Can you reset your metabolism?

“The beauty of your metabolism is that it can be manipulated,” writes self-proclaimed “metabolism whisperer” Haylie Pomroy in her book The Fast Metabolism Diet, which claims to “set your metabolism on fire.”

Self-proclaimed “metabolism whisperer,” Haylie Pomroy, on the Dr. Oz show. Despite Pomroy’s claims, you can’t reset your resting metabolism to burn more fat.

“When we talk about metabolism, we’re talking about the calories you burn when you’re not doing anything, or your resting metabolism,” says Michael Jensen, director of the Obesity Specialty Council at the Mayo Clinic.

“Unfortunately, we don’t have much control over our resting metabolism.”

For example, it slows as you age.

“If you compare a 70-year-old and a 20-year-old with the same amount of fat and lean tissue, the 70-year-old would burn fewer calories at rest than the 20-year-old,” says Jensen.

Women also have a slower metabolism than men, largely because they typically have less muscle. (You have to burn more calories to maintain muscle than fat.)

Even if men didn’t have more muscle, says Jensen, “for any given amount of fat and lean tissue, women burn slightly fewer calories at rest than men.”

Can anything boost your resting metabolism?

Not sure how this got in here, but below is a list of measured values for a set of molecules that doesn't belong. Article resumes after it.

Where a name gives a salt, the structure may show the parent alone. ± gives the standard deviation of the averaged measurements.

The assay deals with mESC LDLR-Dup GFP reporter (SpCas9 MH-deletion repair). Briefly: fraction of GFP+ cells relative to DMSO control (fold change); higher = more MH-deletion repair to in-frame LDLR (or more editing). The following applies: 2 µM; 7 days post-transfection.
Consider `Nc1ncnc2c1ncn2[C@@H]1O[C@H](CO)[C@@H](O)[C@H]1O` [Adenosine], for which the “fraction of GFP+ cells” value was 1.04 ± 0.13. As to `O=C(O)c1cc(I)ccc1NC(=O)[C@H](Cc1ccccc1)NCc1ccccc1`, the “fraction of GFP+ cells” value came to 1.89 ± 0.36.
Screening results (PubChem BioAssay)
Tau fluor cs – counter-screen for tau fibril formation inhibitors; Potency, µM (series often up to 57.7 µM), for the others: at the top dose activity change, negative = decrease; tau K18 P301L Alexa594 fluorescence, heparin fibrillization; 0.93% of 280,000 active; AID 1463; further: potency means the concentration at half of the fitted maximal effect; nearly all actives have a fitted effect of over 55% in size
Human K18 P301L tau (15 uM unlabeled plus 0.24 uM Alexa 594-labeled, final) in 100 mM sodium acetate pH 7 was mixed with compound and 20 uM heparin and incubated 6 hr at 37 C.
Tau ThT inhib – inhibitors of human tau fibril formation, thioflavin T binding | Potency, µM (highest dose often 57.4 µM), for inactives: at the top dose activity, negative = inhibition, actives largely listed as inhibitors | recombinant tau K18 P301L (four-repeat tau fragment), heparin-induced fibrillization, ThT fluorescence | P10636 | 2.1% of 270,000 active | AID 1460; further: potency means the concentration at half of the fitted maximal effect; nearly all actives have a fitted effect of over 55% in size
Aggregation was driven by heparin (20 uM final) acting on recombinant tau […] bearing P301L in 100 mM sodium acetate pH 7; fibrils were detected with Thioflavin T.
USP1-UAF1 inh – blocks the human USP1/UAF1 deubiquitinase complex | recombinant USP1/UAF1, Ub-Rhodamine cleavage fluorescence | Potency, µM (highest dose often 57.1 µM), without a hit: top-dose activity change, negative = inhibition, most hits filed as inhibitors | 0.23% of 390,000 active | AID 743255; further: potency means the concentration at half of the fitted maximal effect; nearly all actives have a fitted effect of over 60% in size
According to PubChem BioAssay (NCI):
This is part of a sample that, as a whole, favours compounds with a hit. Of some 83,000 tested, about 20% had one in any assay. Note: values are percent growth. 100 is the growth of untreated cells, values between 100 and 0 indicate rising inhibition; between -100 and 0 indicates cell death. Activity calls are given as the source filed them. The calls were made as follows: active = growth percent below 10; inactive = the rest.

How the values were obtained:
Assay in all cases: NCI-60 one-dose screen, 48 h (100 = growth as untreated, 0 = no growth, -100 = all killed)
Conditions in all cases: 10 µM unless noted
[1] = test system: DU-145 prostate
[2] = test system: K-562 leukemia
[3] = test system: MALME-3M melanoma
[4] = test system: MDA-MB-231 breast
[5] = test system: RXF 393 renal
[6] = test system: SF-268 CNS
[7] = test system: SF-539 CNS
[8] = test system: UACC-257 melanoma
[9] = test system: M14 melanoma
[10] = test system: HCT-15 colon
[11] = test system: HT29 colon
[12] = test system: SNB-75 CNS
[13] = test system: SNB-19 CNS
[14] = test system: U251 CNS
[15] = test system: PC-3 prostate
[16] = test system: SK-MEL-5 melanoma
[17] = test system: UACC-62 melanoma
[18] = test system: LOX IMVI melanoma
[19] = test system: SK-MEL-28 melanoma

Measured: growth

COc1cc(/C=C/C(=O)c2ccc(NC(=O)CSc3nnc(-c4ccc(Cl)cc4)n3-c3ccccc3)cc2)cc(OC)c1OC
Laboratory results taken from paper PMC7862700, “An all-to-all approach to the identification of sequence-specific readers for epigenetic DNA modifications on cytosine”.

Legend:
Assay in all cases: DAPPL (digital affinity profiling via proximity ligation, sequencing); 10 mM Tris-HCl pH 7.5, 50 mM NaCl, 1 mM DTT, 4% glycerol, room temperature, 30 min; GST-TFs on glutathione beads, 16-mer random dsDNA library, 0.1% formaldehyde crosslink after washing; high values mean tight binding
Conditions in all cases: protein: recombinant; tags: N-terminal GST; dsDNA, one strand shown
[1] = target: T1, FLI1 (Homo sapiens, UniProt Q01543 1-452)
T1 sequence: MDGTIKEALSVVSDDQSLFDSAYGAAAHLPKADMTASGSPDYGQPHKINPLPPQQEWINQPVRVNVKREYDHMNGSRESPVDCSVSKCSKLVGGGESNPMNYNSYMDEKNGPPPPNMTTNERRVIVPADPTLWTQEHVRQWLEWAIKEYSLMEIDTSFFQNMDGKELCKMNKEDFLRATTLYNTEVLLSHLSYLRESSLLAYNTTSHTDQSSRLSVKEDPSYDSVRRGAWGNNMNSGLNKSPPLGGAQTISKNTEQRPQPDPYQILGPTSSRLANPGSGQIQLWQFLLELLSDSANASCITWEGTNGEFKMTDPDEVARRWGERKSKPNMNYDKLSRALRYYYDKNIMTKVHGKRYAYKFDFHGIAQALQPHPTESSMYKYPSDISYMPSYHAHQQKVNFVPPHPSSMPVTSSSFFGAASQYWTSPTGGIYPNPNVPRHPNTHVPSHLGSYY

“People who gain a lot of extra muscle will burn more calories at rest than before they gained all that muscle,” says Jensen.

But the effect isn’t huge.

“For the average person, muscle accounts for about 25 percent of metabolic rate,” notes Jensen. “So you’d have to gain a lot of muscle before it would have much impact on your resting metabolism.”

Want a bigger calorie burning boost? Spend less time at rest.

“You’ll burn more calories from doing that strength training than you’ll burn from the increased muscle mass,” says Jensen. Or walk, run, bike, or do other aerobic exercise to burn more calories.

And if your resting metabolism is slow, don’t despair.

Jensen’s team tracked people with either high or low metabolic rates. Those in the “high” group burned about 500 calories more per day than those in the “low” group, despite being roughly the same age and having similar amounts of fat and muscle mass. Yet after roughly ten years, weight gain was no different.

“A low metabolic rate doesn’t mean you’re doomed to gain weight,” says Jensen, “and a high metabolic rate doesn’t protect you from gaining weight.”

Bottom Line: Ignore the hype about resetting or revving your resting metabolism. Instead, get moving. 

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